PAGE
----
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Oman food: Muscat's Mid summer night's delights


Photo - Hi Weekly

As the rising tide of the Arabian Sea beats across the beige sands at Shatti Al Qurum with a soft, rhythmic resonance and the last calls of truant seagulls punctuate the silence at the dark seafront, a smoky, taste-bud tantalising affair unfurls in the parking lot at the far end of Shatti Street as gridirons are set over blazing hardwood charcoal, loaded with what would soon put you into a culinary trance! 

The delicious aromas from the searing savouries, combined with the crackling sounds of melting fat, fills the air all around in no time. Nay, it seizes you from a distance itself and compels you to take up an unscheduled detour (in case, you weren't heading for it) awakening one's senses to a beckoning hearth, teeming with sizzling Shish kebabs or Shashliks. Marinated cuts of meat (chicken, lamb, beef and seafood) are being grilled on the spit and served skewered for all those caught in the spell. 

Slowly, vehicles start stacking the place, and soon enough the place is alive with jovialness people feasting and indulging in friendly banters as they gobble up these steaming hot street snacks in seconds and wait expectantly for more. Roadside barbecue joints during Ramadan are a popular getaway for residents of Muscat, who simply love to spend the late evening hours feasting on these high-protein snacks doused with chilly/tamarind sauces (locally known as Mishqaq - skewered meat grilled on charcoal.) And, you only need to stop by once, to get into this seasonal sway.

"Barbecue is about as red, white and blue as it gets and, the only real question is how to save room for seconds and more. You just can't have enough of it," says an avid gastronome, Amjad Rashid, a regular visitor at the place. Although there are restaurants around the city serving barbecue delights, it is the street-corner joints that hold the charm for true lovers of these charred delicacies. 

"These roadside joints give you more free space and freedom to be yourself. No mannerisms are required – you could just be yourself and enjoy the delicacies they way you like it," says Sami Salim Al Qiyumi, another barbecue buff at the evening haunt.

And, there are numerous regulars at these joints who'd stake their all for this 'steamy affair' every evening.

If already you are starting to feel the pangs for char broils, Hi brings you the most frequented street barbecue spots, loved by foodies for their great taste and originality:

Shabeeb's Al Qurum BBQ
Location: Ministry of External Affairs parking lot, Al Qurum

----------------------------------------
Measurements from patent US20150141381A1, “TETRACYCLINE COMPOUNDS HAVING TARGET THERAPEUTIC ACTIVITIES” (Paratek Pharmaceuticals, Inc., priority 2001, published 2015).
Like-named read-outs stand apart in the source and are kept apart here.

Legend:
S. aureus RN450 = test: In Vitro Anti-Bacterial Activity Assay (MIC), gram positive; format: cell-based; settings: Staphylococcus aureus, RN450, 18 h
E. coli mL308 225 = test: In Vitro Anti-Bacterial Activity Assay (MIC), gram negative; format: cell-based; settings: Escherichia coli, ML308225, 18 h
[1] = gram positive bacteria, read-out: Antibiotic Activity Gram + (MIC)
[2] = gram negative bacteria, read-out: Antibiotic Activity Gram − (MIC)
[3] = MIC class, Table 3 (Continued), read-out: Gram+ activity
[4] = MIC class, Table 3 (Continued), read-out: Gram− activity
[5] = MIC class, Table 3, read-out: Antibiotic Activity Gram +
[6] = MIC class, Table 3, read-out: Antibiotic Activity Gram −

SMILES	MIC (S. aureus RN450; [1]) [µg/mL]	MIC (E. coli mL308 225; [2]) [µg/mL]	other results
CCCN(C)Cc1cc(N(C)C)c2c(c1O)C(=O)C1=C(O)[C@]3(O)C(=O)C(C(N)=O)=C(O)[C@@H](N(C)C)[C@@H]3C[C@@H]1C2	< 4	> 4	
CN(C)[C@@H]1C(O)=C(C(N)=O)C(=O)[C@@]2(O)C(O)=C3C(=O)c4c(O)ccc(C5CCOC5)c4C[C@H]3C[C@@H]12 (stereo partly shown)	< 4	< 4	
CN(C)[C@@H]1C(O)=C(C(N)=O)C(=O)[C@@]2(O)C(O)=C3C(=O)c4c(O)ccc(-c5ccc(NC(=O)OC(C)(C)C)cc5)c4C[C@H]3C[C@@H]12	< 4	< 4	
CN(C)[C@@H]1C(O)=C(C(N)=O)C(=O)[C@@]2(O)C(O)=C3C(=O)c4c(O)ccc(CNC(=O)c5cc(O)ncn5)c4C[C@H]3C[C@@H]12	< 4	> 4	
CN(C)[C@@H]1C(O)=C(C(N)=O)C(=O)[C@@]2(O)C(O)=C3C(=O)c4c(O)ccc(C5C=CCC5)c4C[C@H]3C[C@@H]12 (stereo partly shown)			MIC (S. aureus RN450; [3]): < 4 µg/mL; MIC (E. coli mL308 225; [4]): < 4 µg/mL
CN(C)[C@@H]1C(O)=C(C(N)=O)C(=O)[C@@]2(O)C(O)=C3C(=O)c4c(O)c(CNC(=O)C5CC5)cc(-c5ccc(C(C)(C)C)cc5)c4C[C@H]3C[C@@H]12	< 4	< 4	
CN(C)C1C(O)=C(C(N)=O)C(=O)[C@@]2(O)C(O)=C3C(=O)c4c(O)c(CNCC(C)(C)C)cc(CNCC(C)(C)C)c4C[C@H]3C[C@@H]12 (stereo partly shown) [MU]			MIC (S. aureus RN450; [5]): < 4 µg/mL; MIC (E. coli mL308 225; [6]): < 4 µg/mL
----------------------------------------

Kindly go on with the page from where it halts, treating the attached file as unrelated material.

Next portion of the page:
Specialties: Grilled beef skewers, BBQ roast quail 
Timings: 7.30 pm to 12.30 am

They're all here: the expats, the tourists with dog-eared guidebooks, and the locals, comforted that even with its newfound fame, they can still find the Mishqaq prepared as it was decades ago. Probably the most popular barbecue joint in Muscat, it offers the widest array of skewered delights.

The joint's owner and master cook, Shabeeb Abdullah, presides over the barbecue. Whole quails are seasoned with an electrifying mixture of chilies, lemongrass, galangal, and turmeric, and then grilled over smouldering hot embers on the gridiron, before being served drenched in the sweet and sticky, honey mustard dipping sauce. Roasted quail has expanded to nearly all the joints, but the experience here has an altogether different flavour.

Another of his assistants doles out servings of the crispy, spice-scented lamb, and beef skewers after dipping them in chilly tamarind sauce. Boasting of being the only joint to strictly stick to the traditional cooking methods, Shabeeb declares that he prepares, not only the condiments and spices, but also his sauces and dips, and adds that perfect grilling was only half the task. 

"Once you've got that part down, the key to making it your own is learning how to add flavour in different ways. There are various options to accomplish this: the most common are marinades, rubs, mop sauces, and barbecue sauces. Once you understand how to use these building blocks, you can mix and match them to take the same type of grilled meat in dozens of different ways," he reveals, suggesting  that you try out their savory chicken skewer, liver and the sapid squids.

Al Ghubra Beach BBQ
Location: Near Al Ghubra beach
Specialities: Skewered grilled chicken, grilled prawns, hot potato soup